House Oversight Committee members from both sides of the aisle expressed support at a Jan. 15 hearing for imposing some level of Federal regulation on the use of facial recognition technologies.

The hearing – the committee’s third such session examining the oftentimes controversial technology – looked at how the private sector is using facial recognition including through partnerships with government entities. The hearing also addressed possible legislative solutions to transparency, privacy, accuracy, ownership, and security concerns associated with the technology.

Committee Chairwoman Carolyn Maloney, D-N.Y., expressed her concerns with use of the tech, saying, “It is clear that, despite the private sector’s expanded use of the technology, it is just not ready for prime time.”

Rep. Maloney further called for Federal regulation of the technology, which she said is now “completely unregulated at the Federal level.” That lack of Federal rules is “resulting in some questionable and even dangerous applications” of the technology, she said.

The sentiment toward regulation also has the support of the committee’s ranking member, Rep. Jim Jordan, R-Ohio. He said facial recognition technology is currently being used by the private sector, along with and state and local governments, with “little to no accountability,” and that action by Congress is necessary to “balance legitimate government functions with American civil liberties.”

However, Rep. Jordan qualified his support for regulation by saying, “I have no intention of unnecessarily hampering technological advancement in the private. We understand and appreciate the great promise this technology holds for making our lives better … The urgent issue we must tackle is reining in the government’s unchecked use of this technology when it impairs our freedoms and liberties.”

As facial recognition technology expands, many state and local governments have begun to question the ethics of its use, with some passing moratoriums or outright bans on government use.

The committee heard from Charles H. Romine, director of the Information Technology Laboratory at the National Institute of Standards and Technology (NIST), who addressed NIST’s ongoing research and work in the facial recognition space. He shared what role NIST is currently playing in facial recognition and biometrics technology development, and how NIST is working with private sector companies.

Romine discussed NIST’s Face Recognition Vendor Testing Program (FRVT), established in 2000, that allows NIST to “provide independent evaluations of both prototype and commercially available facial recognition algorithms.” He continued, “These evaluations provide the U.S. government with information to assist in determining where and how facial recognition technology can best be deployed. FRVT results also help identify future research directions for the facial recognition community.”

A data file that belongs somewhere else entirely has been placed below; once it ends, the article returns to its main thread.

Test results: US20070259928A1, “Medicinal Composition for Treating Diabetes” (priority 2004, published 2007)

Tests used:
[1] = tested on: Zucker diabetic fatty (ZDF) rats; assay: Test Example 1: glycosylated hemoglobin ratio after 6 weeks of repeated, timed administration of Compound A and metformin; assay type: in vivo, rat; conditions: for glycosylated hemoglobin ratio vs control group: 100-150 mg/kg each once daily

Meredith Whittaker, co-founder of the AI Now Institute at New York University, argued in support of vigilance and skepticism regarding facial recognition technology, saying “it is time to halt the use of facial recognition in sensitive social and political contexts.”

In addressing Rep. Jordan’s view that private sector advancement of the technology should be protected, Whittaker argued there is “a blurry line” between public and private facial recognition that needs to be taken into account.

“Most facial recognition is developed and sold by private companies, regardless of whether governments or private actors are the end-users. This means that we need to examine commercial systems and the incentive structures driving their development even in discussions that focus on government use,” she said.

Officials from industry trade groups offered more optimistic outlooks for use of the technology.

Daniel Castro, VP at the Information Technology and Innovation Foundation (ITIF), focused on the positives of facial recognition technology, and argued that “facts about race and gender bias in facial recognition have been misconstrued.”

He stressed the wide variety of facial recognition systems in the marketplace, and how accuracy and error rates can vary widely among the different systems. Castro claimed that the most accurate algorithms currently in existence “have little to no bias,” and argued that many of the claims regarding racial bias “conflate facial analysis with facial recognition.”

Jake Parker, senior director of government relations of the Security Industry Association, also offered a positive take on facial recognition, and said the technology offers “tremendous benefits” within the private sector.

At the same time, however, he did offer support for increased accountability through government regulation. “Having greater accountability measures in place would help reassure the public that facial recognition technology is being used effectively and responsibly, by ensuring that established policies are being followed,” Parker said.

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Kate Polit
Kate Polit
Kate Polit is MeriTalk's Assistant Copy & Production Editor covering the intersection of government and technology.